Now firmly established as a five-piece, The Chisel unleashed their debut full-length, Retaliation, through La Vida Es Un Mus in the latter part of 2021, cementing their reputation as one of the standout bands of the new decade. The album delivered 14 tracks of dancefloor-stomping, working-class Chisel anthems. In the wake of neo-Thacherite politics, Brexit and the pandemic, the band deftly found the sweet spot between politically charged lyrics and rousing pub-rock anthems. They captured the turmoil and discontent of the era, drawing on the best of UK82, Oi! and even hinting at modern anarcho-punk outfits like Stevenage’s Bad Breeding.

Building on the momentum of Retaliation, The Chisel didn’t rest on their laurels and continued to produce excellent new music. Alongside their intense live shows and international tours, the band released a split EP with Guadalajara, Mexico’s phenomenal Blitz-inspired Oi! band MESS through Basque label Mendeku Diskak. The Chisel’s frontman Cal also lent his vocals to Home Front’s standout single Nation, a highlight of the Canadian duo’s impressive Games of Power LP in 2023.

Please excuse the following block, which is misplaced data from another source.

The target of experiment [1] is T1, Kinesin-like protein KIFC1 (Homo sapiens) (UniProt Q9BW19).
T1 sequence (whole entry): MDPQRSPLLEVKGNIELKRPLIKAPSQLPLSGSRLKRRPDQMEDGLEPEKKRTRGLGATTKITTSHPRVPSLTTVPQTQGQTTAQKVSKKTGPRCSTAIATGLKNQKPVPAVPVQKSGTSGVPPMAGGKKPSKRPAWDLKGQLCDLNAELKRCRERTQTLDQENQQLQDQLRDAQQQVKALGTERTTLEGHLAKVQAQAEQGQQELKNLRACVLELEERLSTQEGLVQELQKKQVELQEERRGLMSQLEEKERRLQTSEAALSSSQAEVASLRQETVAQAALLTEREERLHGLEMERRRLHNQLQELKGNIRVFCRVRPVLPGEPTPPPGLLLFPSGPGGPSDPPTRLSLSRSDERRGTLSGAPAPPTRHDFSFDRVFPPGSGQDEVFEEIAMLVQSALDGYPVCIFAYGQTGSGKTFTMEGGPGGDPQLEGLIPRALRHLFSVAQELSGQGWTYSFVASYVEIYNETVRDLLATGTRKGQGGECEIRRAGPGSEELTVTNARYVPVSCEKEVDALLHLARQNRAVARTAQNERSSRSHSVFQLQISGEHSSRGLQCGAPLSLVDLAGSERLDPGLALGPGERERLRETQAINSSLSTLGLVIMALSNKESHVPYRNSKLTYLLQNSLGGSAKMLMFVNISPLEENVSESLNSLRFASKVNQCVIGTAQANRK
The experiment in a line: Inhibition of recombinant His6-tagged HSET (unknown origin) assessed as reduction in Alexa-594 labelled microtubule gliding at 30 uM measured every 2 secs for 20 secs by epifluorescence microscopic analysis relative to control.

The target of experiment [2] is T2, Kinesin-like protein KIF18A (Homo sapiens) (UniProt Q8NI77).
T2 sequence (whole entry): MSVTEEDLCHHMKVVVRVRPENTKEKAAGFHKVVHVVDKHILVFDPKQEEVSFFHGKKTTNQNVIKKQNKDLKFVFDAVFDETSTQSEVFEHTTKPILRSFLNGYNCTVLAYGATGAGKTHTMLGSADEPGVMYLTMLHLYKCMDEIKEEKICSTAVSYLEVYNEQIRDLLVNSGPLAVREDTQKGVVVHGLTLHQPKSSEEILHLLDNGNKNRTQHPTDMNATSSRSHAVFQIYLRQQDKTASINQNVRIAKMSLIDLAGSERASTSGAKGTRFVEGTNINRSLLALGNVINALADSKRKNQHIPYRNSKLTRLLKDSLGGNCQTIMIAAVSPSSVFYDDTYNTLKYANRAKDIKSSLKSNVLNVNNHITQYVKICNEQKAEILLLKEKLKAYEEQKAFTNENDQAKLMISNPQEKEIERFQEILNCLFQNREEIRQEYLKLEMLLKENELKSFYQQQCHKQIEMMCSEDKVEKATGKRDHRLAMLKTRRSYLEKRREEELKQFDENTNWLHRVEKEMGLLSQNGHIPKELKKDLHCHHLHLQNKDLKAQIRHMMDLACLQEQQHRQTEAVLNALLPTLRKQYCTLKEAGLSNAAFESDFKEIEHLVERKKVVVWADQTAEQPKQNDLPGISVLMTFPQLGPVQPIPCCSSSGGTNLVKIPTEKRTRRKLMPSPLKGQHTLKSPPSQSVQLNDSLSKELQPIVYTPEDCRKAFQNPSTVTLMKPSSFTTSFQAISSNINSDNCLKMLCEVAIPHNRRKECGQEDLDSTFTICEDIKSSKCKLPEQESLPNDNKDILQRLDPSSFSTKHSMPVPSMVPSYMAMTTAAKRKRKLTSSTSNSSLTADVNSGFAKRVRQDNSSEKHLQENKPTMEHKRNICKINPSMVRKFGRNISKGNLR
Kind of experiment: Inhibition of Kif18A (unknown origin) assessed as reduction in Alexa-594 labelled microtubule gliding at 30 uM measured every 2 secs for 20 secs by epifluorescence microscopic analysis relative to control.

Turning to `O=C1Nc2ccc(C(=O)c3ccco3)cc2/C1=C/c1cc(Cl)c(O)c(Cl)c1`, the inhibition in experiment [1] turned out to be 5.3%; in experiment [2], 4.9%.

Released on 9th February 2024, The Chisel’s second album What A Fucking Nightmare opens a new chapter in the band’s history, marking their departure from niche DIY labels and their debut on Californian-based Pure Noise Records, known for signing everything that’s hyped and trendy at the moment, from cash-cow pop-punk bands to hardcore acts like Stick To Your Guns and Knocked Loose.

On these 16 tracks, some of which I’ve had the pleasure of hearing live prior to the album’s release, the band double down on the melodic and anthemic influences of bands like The Business, while retaining a powerful and biting hardcore angst and lyricism. From the get-go, the title track boots down the door, setting a defiant and unyielding tone for the album. As the record unfolds, it becomes clear that The Chisel are armed and ready to deploy a barrage of harsh British slang and unapologetic bile, cutting with the precision of a scalpel through the façade of Britain’s political establishment and the stratifications of class society.

Tracks like “No Gimmicks” and the aforementioned “Cry Your Eyes Out,” previously released as a single, delve into the raw edges of authenticity and the harsh realities of domestic neglect and mistreatment of women. “Nice To Meet You” turns the tables on hypocrisy, with the band not shying away from calling out “two-faced cunts” and “gobshite fuckers” in a scathing critique of inauthentic social exchanges. This brutal honesty is the thread that binds the album, making every song resonate with the geezer’s own sense of disillusionment.